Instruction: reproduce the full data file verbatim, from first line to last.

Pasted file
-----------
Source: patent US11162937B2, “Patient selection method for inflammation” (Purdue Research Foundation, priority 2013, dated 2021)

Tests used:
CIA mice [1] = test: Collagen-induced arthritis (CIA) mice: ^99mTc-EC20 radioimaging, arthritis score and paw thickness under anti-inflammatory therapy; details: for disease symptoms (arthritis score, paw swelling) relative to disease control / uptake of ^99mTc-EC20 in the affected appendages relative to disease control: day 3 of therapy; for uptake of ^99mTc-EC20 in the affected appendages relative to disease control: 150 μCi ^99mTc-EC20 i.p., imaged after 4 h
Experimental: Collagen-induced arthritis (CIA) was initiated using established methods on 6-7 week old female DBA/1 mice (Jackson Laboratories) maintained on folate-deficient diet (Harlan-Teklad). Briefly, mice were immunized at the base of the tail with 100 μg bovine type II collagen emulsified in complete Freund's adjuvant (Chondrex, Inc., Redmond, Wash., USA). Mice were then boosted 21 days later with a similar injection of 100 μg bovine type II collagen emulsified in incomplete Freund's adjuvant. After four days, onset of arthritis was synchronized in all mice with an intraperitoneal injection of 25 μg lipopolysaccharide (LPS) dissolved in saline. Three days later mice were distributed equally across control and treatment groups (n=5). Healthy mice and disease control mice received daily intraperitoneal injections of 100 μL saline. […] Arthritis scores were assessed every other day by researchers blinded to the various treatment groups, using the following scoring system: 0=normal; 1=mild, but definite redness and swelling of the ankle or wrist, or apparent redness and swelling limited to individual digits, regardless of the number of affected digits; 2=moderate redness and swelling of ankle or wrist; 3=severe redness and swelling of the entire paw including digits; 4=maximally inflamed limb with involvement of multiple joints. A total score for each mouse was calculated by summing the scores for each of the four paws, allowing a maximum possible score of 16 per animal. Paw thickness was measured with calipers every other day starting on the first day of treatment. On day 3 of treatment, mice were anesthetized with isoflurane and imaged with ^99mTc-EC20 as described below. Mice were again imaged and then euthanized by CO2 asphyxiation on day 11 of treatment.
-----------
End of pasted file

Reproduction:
Source: patent US11162937B2, “Patient selection method for inflammation” (Purdue Research Foundation, priority 2013, dated 2021)

Tests used:
CIA mice [1] = test: Collagen-induced arthritis (CIA) mice: ^99mTc-EC20 radioimaging, arthritis score and paw thickness under anti-inflammatory therapy; details: for disease symptoms (arthritis score, paw swelling) relative to disease control / uptake of ^99mTc-EC20 in the affected appendages relative to disease control: day 3 of therapy; for uptake of ^99mTc-EC20 in the affected appendages relative to disease control: 150 μCi ^99mTc-EC20 i.p., imaged after 4 h
Experimental: Collagen-induced arthritis (CIA) was initiated using established methods on 6-7 week old female DBA/1 mice (Jackson Laboratories) maintained on folate-deficient diet (Harlan-Teklad). Briefly, mice were immunized at the base of the tail with 100 μg bovine type II collagen emulsified in complete Freund's adjuvant (Chondrex, Inc., Redmond, Wash., USA). Mice were then boosted 21 days later with a similar injection of 100 μg bovine type II collagen emulsified in incomplete Freund's adjuvant. After four days, onset of arthritis was synchronized in all mice with an intraperitoneal injection of 25 μg lipopolysaccharide (LPS) dissolved in saline. Three days later mice were distributed equally across control and treatment groups (n=5). Healthy mice and disease control mice received daily intraperitoneal injections of 100 μL saline. […] Arthritis scores were assessed every other day by researchers blinded to the various treatment groups, using the following scoring system: 0=normal; 1=mild, but definite redness and swelling of the ankle or wrist, or apparent redness and swelling limited to individual digits, regardless of the number of affected digits; 2=moderate redness and swelling of ankle or wrist; 3=severe redness and swelling of the entire paw including digits; 4=maximally inflamed limb with involvement of multiple joints. A total score for each mouse was calculated by summing the scores for each of the four paws, allowing a maximum possible score of 16 per animal. Paw thickness was measured with calipers every other day starting on the first day of treatment. On day 3 of treatment, mice were anesthetized with isoflurane and imaged with ^99mTc-EC20 as described below. Mice were again imaged and then euthanized by CO2 asphyxiation on day 11 of treatment.